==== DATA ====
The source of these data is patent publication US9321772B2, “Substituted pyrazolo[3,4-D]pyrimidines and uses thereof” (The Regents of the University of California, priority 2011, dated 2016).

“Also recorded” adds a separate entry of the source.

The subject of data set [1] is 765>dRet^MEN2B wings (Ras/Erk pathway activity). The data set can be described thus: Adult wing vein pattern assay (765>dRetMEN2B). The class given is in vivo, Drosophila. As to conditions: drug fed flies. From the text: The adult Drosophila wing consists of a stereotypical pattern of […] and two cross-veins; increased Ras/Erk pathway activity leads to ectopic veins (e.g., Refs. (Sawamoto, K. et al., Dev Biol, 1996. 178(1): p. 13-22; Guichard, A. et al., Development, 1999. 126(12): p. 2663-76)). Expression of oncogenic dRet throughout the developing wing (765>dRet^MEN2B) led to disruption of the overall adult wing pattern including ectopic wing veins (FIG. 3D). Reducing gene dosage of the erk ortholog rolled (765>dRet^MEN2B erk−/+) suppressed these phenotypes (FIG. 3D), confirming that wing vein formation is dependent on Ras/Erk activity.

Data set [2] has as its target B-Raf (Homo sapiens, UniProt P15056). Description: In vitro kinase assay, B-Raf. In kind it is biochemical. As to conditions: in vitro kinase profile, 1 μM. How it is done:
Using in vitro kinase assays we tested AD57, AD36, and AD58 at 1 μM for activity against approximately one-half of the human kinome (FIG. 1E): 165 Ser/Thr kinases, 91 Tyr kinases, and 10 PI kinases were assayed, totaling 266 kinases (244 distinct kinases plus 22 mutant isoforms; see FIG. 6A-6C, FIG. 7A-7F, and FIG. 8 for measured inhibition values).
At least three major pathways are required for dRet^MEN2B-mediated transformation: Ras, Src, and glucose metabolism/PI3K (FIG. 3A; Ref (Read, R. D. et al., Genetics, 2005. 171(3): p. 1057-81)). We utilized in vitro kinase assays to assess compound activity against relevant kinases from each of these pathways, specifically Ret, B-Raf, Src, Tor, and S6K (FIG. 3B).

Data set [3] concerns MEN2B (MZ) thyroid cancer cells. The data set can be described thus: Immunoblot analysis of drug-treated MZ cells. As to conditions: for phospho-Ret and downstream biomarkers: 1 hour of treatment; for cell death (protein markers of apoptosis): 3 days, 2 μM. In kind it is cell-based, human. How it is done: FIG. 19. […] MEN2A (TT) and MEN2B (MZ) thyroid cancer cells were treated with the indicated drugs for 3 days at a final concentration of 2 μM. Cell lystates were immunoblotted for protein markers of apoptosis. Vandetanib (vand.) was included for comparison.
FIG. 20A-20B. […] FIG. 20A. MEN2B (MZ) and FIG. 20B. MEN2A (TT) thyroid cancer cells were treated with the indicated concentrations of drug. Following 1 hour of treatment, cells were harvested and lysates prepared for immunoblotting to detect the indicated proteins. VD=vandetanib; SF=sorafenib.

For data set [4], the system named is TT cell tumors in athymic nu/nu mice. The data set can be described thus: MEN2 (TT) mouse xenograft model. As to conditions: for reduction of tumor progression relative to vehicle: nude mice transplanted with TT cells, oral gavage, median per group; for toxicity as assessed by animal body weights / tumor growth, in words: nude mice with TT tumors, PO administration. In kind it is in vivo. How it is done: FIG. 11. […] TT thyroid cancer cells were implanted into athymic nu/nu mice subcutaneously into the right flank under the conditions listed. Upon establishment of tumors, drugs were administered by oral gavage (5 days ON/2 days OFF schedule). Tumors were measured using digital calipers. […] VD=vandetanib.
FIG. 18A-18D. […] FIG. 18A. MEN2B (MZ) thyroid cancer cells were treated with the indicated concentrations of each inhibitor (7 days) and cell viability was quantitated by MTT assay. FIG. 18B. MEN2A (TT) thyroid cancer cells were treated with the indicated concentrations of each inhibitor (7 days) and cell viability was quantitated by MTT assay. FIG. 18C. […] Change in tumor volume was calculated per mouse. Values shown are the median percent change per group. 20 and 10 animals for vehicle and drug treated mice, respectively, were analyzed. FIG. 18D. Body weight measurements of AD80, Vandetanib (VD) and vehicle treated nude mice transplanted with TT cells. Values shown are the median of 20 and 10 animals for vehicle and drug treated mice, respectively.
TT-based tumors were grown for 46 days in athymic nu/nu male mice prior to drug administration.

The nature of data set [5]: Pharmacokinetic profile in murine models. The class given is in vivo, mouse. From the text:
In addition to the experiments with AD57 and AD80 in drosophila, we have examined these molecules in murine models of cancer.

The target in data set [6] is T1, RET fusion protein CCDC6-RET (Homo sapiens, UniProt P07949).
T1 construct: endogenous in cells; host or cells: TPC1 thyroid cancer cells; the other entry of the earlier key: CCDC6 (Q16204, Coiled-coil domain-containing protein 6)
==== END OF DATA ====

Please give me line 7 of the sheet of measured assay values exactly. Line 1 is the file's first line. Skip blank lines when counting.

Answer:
Data set [3] concerns MEN2B (MZ) thyroid cancer cells. The data set can be described thus: Immunoblot analysis of drug-treated MZ cells. As to conditions: for phospho-Ret and downstream biomarkers: 1 hour of treatment; for cell death (protein markers of apoptosis): 3 days, 2 μM. In kind it is cell-based, human. How it is done: FIG. 19. […] MEN2A (TT) and MEN2B (MZ) thyroid cancer cells were treated with the indicated drugs for 3 days at a final concentration of 2 μM. Cell lystates were immunoblotted for protein markers of apoptosis. Vandetanib (vand.) was included for comparison.